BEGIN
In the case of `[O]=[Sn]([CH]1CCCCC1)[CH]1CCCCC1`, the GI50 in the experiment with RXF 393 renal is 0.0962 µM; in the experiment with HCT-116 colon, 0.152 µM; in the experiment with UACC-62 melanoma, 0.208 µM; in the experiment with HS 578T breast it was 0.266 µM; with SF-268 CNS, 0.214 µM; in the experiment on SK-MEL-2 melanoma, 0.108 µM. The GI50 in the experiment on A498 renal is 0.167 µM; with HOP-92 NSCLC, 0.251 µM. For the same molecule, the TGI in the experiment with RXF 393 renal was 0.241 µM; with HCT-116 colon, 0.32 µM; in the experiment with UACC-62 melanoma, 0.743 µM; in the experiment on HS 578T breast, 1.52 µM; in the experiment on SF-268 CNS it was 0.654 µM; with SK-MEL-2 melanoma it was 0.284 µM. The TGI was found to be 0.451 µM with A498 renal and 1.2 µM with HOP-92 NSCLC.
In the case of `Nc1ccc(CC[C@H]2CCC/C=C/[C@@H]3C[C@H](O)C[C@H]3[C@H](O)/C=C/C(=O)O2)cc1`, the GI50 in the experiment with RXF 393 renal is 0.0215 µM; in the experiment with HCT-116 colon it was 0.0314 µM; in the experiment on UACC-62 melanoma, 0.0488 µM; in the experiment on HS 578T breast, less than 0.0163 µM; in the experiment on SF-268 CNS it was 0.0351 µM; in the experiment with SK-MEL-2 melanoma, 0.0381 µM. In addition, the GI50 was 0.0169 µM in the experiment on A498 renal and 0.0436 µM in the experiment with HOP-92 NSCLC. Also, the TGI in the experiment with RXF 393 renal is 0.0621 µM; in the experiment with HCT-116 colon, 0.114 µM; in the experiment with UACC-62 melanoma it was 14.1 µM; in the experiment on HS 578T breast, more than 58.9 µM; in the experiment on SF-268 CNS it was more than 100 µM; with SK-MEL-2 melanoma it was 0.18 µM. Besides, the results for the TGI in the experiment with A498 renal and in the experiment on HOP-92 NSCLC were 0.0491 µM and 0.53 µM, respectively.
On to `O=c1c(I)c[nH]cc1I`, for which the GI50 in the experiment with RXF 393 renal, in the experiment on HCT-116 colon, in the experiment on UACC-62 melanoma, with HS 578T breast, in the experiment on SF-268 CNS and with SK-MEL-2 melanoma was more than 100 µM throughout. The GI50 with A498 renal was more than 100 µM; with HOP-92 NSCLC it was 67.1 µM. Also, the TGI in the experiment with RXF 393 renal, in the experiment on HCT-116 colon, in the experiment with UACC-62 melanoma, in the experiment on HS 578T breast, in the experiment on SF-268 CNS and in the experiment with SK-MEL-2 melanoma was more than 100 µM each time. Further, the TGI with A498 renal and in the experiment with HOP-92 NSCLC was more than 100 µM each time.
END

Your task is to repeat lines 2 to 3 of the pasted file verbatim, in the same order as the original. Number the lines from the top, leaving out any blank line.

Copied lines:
In the case of `Nc1ccc(CC[C@H]2CCC/C=C/[C@@H]3C[C@H](O)C[C@H]3[C@H](O)/C=C/C(=O)O2)cc1`, the GI50 in the experiment with RXF 393 renal is 0.0215 µM; in the experiment with HCT-116 colon it was 0.0314 µM; in the experiment on UACC-62 melanoma, 0.0488 µM; in the experiment on HS 578T breast, less than 0.0163 µM; in the experiment on SF-268 CNS it was 0.0351 µM; in the experiment with SK-MEL-2 melanoma, 0.0381 µM. In addition, the GI50 was 0.0169 µM in the experiment on A498 renal and 0.0436 µM in the experiment with HOP-92 NSCLC. Also, the TGI in the experiment with RXF 393 renal is 0.0621 µM; in the experiment with HCT-116 colon, 0.114 µM; in the experiment with UACC-62 melanoma it was 14.1 µM; in the experiment on HS 578T breast, more than 58.9 µM; in the experiment on SF-268 CNS it was more than 100 µM; with SK-MEL-2 melanoma it was 0.18 µM. Besides, the results for the TGI in the experiment with A498 renal and in the experiment on HOP-92 NSCLC were 0.0491 µM and 0.53 µM, respectively.
On to `O=c1c(I)c[nH]cc1I`, for which the GI50 in the experiment with RXF 393 renal, in the experiment on HCT-116 colon, in the experiment on UACC-62 melanoma, with HS 578T breast, in the experiment on SF-268 CNS and with SK-MEL-2 melanoma was more than 100 µM throughout. The GI50 with A498 renal was more than 100 µM; with HOP-92 NSCLC it was 67.1 µM. Also, the TGI in the experiment with RXF 393 renal, in the experiment on HCT-116 colon, in the experiment with UACC-62 melanoma, in the experiment on HS 578T breast, in the experiment on SF-268 CNS and in the experiment with SK-MEL-2 melanoma was more than 100 µM each time. Further, the TGI with A498 renal and in the experiment with HOP-92 NSCLC was more than 100 µM each time.